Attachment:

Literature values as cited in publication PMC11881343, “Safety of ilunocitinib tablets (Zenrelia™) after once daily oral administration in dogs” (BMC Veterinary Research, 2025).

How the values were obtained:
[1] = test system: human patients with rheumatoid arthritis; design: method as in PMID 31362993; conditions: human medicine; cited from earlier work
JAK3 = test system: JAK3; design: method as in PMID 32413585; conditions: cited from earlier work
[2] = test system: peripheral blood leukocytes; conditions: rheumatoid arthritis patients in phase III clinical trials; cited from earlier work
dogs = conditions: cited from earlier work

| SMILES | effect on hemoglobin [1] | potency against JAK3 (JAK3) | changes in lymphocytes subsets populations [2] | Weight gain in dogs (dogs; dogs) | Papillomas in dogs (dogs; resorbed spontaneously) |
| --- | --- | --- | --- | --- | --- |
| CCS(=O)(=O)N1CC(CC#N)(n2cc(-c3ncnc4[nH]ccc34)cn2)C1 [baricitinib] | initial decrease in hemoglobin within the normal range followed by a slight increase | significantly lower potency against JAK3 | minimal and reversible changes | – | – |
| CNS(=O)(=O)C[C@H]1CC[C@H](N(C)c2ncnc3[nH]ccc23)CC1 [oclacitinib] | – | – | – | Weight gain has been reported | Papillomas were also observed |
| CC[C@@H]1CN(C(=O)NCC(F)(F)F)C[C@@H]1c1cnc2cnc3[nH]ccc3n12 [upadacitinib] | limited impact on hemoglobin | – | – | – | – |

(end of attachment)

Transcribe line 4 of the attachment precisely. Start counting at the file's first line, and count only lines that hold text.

JAK3 = test system: JAK3; design: method as in PMID 32413585; conditions: cited from earlier work